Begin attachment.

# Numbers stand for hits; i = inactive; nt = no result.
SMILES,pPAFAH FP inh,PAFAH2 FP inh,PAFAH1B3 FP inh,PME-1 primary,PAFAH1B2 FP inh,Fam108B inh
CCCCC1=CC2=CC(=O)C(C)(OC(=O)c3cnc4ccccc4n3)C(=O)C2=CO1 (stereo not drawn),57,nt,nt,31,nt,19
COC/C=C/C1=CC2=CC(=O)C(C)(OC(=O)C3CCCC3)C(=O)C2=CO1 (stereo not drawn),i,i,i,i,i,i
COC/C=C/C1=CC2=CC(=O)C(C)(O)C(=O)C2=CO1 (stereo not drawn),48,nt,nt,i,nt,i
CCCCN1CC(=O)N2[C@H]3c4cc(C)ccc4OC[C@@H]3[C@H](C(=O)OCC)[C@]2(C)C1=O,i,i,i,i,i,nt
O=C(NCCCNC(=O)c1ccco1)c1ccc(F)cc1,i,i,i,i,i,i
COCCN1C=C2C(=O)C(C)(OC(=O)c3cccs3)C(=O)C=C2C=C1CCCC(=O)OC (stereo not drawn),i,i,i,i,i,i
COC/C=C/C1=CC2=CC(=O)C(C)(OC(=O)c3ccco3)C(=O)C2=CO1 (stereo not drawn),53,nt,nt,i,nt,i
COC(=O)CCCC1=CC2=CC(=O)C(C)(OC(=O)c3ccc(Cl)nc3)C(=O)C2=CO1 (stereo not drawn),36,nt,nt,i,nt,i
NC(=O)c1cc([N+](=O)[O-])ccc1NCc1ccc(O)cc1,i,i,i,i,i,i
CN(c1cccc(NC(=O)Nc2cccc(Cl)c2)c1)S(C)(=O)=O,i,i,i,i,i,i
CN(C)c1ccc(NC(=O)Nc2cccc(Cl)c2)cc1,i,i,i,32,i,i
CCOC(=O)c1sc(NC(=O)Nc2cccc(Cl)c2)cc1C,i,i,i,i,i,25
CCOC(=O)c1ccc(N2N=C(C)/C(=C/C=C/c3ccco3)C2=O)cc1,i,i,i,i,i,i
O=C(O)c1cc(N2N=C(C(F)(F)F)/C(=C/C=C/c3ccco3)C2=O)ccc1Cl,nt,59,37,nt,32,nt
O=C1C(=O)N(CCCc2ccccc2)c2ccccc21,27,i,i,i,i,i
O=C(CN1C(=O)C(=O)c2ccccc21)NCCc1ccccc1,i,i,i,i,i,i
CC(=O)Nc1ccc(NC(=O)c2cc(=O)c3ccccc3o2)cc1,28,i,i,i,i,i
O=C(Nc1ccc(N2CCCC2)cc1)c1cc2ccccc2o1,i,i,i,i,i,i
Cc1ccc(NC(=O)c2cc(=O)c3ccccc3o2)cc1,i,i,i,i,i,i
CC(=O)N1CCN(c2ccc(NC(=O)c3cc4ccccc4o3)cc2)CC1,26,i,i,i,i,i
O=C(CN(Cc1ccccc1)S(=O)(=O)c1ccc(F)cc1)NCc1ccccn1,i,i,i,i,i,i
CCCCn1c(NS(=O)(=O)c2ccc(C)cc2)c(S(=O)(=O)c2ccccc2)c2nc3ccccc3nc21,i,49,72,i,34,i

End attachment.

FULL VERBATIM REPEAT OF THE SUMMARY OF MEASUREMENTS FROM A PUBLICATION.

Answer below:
# Numbers stand for hits; i = inactive; nt = no result.
SMILES,pPAFAH FP inh,PAFAH2 FP inh,PAFAH1B3 FP inh,PME-1 primary,PAFAH1B2 FP inh,Fam108B inh
CCCCC1=CC2=CC(=O)C(C)(OC(=O)c3cnc4ccccc4n3)C(=O)C2=CO1 (stereo not drawn),57,nt,nt,31,nt,19
COC/C=C/C1=CC2=CC(=O)C(C)(OC(=O)C3CCCC3)C(=O)C2=CO1 (stereo not drawn),i,i,i,i,i,i
COC/C=C/C1=CC2=CC(=O)C(C)(O)C(=O)C2=CO1 (stereo not drawn),48,nt,nt,i,nt,i
CCCCN1CC(=O)N2[C@H]3c4cc(C)ccc4OC[C@@H]3[C@H](C(=O)OCC)[C@]2(C)C1=O,i,i,i,i,i,nt
O=C(NCCCNC(=O)c1ccco1)c1ccc(F)cc1,i,i,i,i,i,i
COCCN1C=C2C(=O)C(C)(OC(=O)c3cccs3)C(=O)C=C2C=C1CCCC(=O)OC (stereo not drawn),i,i,i,i,i,i
COC/C=C/C1=CC2=CC(=O)C(C)(OC(=O)c3ccco3)C(=O)C2=CO1 (stereo not drawn),53,nt,nt,i,nt,i
COC(=O)CCCC1=CC2=CC(=O)C(C)(OC(=O)c3ccc(Cl)nc3)C(=O)C2=CO1 (stereo not drawn),36,nt,nt,i,nt,i
NC(=O)c1cc([N+](=O)[O-])ccc1NCc1ccc(O)cc1,i,i,i,i,i,i
CN(c1cccc(NC(=O)Nc2cccc(Cl)c2)c1)S(C)(=O)=O,i,i,i,i,i,i
CN(C)c1ccc(NC(=O)Nc2cccc(Cl)c2)cc1,i,i,i,32,i,i
CCOC(=O)c1sc(NC(=O)Nc2cccc(Cl)c2)cc1C,i,i,i,i,i,25
CCOC(=O)c1ccc(N2N=C(C)/C(=C/C=C/c3ccco3)C2=O)cc1,i,i,i,i,i,i
O=C(O)c1cc(N2N=C(C(F)(F)F)/C(=C/C=C/c3ccco3)C2=O)ccc1Cl,nt,59,37,nt,32,nt
O=C1C(=O)N(CCCc2ccccc2)c2ccccc21,27,i,i,i,i,i
O=C(CN1C(=O)C(=O)c2ccccc21)NCCc1ccccc1,i,i,i,i,i,i
CC(=O)Nc1ccc(NC(=O)c2cc(=O)c3ccccc3o2)cc1,28,i,i,i,i,i
O=C(Nc1ccc(N2CCCC2)cc1)c1cc2ccccc2o1,i,i,i,i,i,i
Cc1ccc(NC(=O)c2cc(=O)c3ccccc3o2)cc1,i,i,i,i,i,i
CC(=O)N1CCN(c2ccc(NC(=O)c3cc4ccccc4o3)cc2)CC1,26,i,i,i,i,i
O=C(CN(Cc1ccccc1)S(=O)(=O)c1ccc(F)cc1)NCc1ccccn1,i,i,i,i,i,i
CCCCn1c(NS(=O)(=O)c2ccc(C)cc2)c(S(=O)(=O)c2ccccc2)c2nc3ccccc3nc21,i,49,72,i,34,i